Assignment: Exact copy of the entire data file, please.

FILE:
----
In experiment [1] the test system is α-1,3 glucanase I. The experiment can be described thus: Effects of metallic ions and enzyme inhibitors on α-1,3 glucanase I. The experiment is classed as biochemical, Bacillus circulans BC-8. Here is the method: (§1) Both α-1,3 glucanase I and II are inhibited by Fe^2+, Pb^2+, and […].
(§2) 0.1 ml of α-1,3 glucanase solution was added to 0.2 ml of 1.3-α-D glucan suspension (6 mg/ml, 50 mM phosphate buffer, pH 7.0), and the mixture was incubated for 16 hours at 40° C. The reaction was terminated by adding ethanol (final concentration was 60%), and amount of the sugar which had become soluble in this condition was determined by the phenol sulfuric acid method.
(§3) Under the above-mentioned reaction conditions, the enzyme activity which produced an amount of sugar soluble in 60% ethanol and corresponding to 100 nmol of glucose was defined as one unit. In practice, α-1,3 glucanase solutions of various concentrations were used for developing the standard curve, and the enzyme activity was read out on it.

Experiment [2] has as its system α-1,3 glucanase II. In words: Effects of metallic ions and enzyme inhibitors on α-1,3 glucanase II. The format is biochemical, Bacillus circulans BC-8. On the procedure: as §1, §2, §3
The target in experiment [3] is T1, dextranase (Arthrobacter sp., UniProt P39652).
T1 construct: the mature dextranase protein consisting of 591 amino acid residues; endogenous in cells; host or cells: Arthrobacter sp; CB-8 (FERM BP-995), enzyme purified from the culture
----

In experiment [1] the test system is α-1,3 glucanase I. The experiment can be described thus: Effects of metallic ions and enzyme inhibitors on α-1,3 glucanase I. The experiment is classed as biochemical, Bacillus circulans BC-8. Here is the method: (§1) Both α-1,3 glucanase I and II are inhibited by Fe^2+, Pb^2+, and […].
(§2) 0.1 ml of α-1,3 glucanase solution was added to 0.2 ml of 1.3-α-D glucan suspension (6 mg/ml, 50 mM phosphate buffer, pH 7.0), and the mixture was incubated for 16 hours at 40° C. The reaction was terminated by adding ethanol (final concentration was 60%), and amount of the sugar which had become soluble in this condition was determined by the phenol sulfuric acid method.
(§3) Under the above-mentioned reaction conditions, the enzyme activity which produced an amount of sugar soluble in 60% ethanol and corresponding to 100 nmol of glucose was defined as one unit. In practice, α-1,3 glucanase solutions of various concentrations were used for developing the standard curve, and the enzyme activity was read out on it.

Experiment [2] has as its system α-1,3 glucanase II. In words: Effects of metallic ions and enzyme inhibitors on α-1,3 glucanase II. The format is biochemical, Bacillus circulans BC-8. On the procedure: as §1, §2, §3
The target in experiment [3] is T1, dextranase (Arthrobacter sp., UniProt P39652).
T1 construct: the mature dextranase protein consisting of 591 amino acid residues; endogenous in cells; host or cells: Arthrobacter sp; CB-8 (FERM BP-995), enzyme purified from the culture